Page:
Federal Court Temporarily Blocks Texas HB 900, Citing Constitutional Concerns 

Last week, the Fifth Circuit Court of Appeals declined to reconsider their earlier decision on Texas House Bill 900 (HB 900). The court specifically blocked the provision of the bill that would have required private book vendors to assign ratings to reading materials based on criteria set by the Texas State Library and Archive Commission (TSLAC) and approved by the State Board of Education. This ruling is a victory in the ongoing struggle to maintain a rich and diverse learning environment in our public schools. 

The law, authored by Texas state Rep. Jared Patterson and enacted last summer, was allegedly intended to shield students from “sexually explicit material,” but the broad language of the bill raised concerns about potential overreach and censorship, particularly targeting LGBTQ+ perspectives and authors of color.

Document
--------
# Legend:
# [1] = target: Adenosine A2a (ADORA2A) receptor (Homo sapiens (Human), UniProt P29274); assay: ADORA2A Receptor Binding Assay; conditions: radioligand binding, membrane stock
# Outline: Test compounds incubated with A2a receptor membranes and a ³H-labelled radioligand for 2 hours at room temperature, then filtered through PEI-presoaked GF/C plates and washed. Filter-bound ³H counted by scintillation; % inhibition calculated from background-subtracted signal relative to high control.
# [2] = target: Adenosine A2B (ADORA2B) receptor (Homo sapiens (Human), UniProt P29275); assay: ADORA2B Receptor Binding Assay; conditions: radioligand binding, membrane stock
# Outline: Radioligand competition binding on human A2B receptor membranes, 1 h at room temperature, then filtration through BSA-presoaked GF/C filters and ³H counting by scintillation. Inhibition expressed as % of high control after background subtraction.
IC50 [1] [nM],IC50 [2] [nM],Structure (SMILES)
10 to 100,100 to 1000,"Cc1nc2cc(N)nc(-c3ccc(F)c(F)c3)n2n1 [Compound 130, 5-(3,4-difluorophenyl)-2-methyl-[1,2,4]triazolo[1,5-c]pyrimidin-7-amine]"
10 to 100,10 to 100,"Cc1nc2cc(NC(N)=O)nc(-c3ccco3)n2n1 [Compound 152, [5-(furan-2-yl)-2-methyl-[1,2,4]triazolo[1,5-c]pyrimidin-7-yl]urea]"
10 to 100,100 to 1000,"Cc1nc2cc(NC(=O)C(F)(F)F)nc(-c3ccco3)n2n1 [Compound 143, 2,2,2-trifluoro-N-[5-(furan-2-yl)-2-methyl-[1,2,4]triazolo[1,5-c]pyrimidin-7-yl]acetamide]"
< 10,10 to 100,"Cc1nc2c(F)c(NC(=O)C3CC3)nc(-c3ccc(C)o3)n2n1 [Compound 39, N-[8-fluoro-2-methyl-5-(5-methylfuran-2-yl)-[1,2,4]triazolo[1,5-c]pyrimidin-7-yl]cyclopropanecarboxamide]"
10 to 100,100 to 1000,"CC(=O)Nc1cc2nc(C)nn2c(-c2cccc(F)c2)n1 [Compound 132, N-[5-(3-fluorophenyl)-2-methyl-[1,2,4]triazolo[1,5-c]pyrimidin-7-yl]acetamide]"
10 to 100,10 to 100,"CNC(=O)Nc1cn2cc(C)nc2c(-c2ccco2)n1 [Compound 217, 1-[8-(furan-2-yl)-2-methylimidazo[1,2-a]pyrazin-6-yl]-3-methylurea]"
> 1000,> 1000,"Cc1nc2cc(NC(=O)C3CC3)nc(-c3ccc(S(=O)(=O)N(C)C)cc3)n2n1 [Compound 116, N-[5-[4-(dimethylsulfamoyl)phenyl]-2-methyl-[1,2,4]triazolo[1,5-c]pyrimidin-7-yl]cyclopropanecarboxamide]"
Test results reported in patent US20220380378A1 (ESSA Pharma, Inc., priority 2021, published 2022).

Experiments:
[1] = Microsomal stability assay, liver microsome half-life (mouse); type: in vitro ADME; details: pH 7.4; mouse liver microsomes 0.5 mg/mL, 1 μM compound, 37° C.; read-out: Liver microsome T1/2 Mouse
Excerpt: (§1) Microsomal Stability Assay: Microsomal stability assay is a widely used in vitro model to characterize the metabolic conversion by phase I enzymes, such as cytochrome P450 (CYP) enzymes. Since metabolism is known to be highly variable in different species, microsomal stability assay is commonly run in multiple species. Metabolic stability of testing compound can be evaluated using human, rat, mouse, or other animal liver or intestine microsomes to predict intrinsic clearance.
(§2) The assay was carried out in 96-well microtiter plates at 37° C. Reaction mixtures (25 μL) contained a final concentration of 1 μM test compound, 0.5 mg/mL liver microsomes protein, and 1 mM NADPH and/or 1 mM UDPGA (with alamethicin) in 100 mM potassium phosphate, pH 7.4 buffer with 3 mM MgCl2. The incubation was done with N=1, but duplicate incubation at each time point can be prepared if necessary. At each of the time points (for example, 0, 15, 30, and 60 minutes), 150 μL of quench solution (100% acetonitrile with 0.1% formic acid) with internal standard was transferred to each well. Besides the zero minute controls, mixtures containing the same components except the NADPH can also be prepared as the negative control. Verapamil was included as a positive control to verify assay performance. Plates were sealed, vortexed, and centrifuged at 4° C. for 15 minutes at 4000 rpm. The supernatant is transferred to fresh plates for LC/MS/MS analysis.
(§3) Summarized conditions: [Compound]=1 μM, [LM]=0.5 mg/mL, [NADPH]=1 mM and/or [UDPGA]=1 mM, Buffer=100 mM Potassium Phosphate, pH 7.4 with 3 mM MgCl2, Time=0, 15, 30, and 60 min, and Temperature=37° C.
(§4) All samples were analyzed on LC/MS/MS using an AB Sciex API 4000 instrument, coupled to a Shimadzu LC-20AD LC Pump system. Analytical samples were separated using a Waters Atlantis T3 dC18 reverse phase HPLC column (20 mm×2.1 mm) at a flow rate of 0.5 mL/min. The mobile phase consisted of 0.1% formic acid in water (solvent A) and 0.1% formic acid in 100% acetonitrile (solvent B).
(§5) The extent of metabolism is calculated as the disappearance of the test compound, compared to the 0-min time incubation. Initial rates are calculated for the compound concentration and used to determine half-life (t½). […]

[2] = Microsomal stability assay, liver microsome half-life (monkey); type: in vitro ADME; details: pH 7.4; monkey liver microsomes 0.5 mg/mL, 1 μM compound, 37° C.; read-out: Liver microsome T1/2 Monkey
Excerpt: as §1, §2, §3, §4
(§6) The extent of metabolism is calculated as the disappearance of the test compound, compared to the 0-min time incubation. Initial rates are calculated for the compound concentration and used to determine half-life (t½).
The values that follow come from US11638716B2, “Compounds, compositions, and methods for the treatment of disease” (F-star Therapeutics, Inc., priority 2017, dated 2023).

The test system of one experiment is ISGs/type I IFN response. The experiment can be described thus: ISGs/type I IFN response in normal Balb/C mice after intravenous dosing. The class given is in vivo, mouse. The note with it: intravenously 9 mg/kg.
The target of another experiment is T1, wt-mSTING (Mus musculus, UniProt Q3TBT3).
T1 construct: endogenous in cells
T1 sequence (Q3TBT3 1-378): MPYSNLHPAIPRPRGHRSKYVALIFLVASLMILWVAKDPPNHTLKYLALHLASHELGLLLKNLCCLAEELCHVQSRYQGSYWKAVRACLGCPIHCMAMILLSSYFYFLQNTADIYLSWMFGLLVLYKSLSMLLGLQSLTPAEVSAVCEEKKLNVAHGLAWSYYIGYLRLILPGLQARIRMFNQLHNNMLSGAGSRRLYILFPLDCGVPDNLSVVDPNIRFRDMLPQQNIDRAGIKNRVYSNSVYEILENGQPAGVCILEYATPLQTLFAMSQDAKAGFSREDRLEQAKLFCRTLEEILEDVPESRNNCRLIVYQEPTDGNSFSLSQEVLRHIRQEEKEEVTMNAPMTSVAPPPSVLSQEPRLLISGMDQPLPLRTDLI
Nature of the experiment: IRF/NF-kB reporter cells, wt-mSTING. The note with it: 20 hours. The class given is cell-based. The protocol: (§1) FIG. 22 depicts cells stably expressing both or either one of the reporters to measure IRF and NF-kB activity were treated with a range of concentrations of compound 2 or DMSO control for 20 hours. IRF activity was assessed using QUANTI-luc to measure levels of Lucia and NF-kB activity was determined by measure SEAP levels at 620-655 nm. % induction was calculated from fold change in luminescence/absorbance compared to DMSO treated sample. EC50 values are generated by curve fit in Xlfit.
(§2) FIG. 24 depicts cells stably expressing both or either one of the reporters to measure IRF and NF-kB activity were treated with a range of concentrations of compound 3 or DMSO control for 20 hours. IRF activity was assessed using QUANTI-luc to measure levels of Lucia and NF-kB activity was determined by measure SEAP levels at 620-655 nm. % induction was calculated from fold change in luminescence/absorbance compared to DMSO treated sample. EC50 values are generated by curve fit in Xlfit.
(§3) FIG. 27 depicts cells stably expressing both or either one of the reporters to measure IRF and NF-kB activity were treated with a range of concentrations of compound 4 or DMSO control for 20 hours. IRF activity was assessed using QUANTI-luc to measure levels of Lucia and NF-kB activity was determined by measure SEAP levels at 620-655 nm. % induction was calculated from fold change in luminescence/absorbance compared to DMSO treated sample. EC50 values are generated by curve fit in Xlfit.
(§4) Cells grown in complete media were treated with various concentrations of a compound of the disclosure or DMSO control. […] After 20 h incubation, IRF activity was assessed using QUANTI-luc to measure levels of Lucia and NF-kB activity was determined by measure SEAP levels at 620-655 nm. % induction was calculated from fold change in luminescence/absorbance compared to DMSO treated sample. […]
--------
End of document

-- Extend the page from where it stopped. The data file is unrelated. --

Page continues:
Opponents of the bill have argued that the vague and broad definitions within the law could adversely affect the availability of diverse literature in schools, impacting students’ right to access a broad spectrum of viewpoints and experiences — a cornerstone of a well-rounded foundation. This concern was validated by a lawsuit brought by Texas booksellers, who contended that the law infringed upon their freedom of speech and imposed undue burdens on small businesses. 

The Fifth Circuit’s decision to block this aspect of HB 900, pending a full review of its constitutionality, underscores the judicial recognition of these concerns. The court’s ruling specifically points to “controlling precedent,” suggesting that the challenged provisions of HB 900 are likely to be found unconstitutional.